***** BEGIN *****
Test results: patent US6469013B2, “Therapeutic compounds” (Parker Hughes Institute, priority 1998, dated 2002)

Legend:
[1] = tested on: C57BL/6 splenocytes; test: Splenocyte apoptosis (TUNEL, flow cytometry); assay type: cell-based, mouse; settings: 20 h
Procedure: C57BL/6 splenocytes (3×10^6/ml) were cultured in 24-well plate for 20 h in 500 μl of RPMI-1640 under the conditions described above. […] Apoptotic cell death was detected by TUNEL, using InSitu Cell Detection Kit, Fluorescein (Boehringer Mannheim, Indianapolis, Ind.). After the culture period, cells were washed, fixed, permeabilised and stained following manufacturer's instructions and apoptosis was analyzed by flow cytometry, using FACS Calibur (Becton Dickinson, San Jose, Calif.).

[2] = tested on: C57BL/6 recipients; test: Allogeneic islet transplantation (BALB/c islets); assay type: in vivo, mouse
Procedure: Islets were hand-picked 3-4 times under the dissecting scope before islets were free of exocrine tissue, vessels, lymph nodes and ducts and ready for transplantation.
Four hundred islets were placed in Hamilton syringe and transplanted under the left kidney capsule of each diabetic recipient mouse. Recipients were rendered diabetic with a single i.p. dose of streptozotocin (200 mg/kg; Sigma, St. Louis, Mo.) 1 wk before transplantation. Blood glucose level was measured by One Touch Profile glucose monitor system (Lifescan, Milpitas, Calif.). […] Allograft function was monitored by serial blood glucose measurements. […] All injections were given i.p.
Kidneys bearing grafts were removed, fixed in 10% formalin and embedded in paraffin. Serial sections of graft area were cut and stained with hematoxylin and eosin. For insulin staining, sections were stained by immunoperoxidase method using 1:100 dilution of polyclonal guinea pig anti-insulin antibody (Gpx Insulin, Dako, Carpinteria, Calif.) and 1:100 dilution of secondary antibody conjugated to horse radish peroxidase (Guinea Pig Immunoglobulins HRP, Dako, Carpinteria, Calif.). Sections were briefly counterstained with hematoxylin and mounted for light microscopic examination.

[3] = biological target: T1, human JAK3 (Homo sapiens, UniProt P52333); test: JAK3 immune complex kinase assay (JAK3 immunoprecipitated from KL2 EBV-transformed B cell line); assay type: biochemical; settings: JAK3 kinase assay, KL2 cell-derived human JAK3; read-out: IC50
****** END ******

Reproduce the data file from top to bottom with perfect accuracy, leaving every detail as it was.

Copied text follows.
Test results: patent US6469013B2, “Therapeutic compounds” (Parker Hughes Institute, priority 1998, dated 2002)

Legend:
[1] = tested on: C57BL/6 splenocytes; test: Splenocyte apoptosis (TUNEL, flow cytometry); assay type: cell-based, mouse; settings: 20 h
Procedure: C57BL/6 splenocytes (3×10^6/ml) were cultured in 24-well plate for 20 h in 500 μl of RPMI-1640 under the conditions described above. […] Apoptotic cell death was detected by TUNEL, using InSitu Cell Detection Kit, Fluorescein (Boehringer Mannheim, Indianapolis, Ind.). After the culture period, cells were washed, fixed, permeabilised and stained following manufacturer's instructions and apoptosis was analyzed by flow cytometry, using FACS Calibur (Becton Dickinson, San Jose, Calif.).

[2] = tested on: C57BL/6 recipients; test: Allogeneic islet transplantation (BALB/c islets); assay type: in vivo, mouse
Procedure: Islets were hand-picked 3-4 times under the dissecting scope before islets were free of exocrine tissue, vessels, lymph nodes and ducts and ready for transplantation.
Four hundred islets were placed in Hamilton syringe and transplanted under the left kidney capsule of each diabetic recipient mouse. Recipients were rendered diabetic with a single i.p. dose of streptozotocin (200 mg/kg; Sigma, St. Louis, Mo.) 1 wk before transplantation. Blood glucose level was measured by One Touch Profile glucose monitor system (Lifescan, Milpitas, Calif.). […] Allograft function was monitored by serial blood glucose measurements. […] All injections were given i.p.
Kidneys bearing grafts were removed, fixed in 10% formalin and embedded in paraffin. Serial sections of graft area were cut and stained with hematoxylin and eosin. For insulin staining, sections were stained by immunoperoxidase method using 1:100 dilution of polyclonal guinea pig anti-insulin antibody (Gpx Insulin, Dako, Carpinteria, Calif.) and 1:100 dilution of secondary antibody conjugated to horse radish peroxidase (Guinea Pig Immunoglobulins HRP, Dako, Carpinteria, Calif.). Sections were briefly counterstained with hematoxylin and mounted for light microscopic examination.

[3] = biological target: T1, human JAK3 (Homo sapiens, UniProt P52333); test: JAK3 immune complex kinase assay (JAK3 immunoprecipitated from KL2 EBV-transformed B cell line); assay type: biochemical; settings: JAK3 kinase assay, KL2 cell-derived human JAK3; read-out: IC50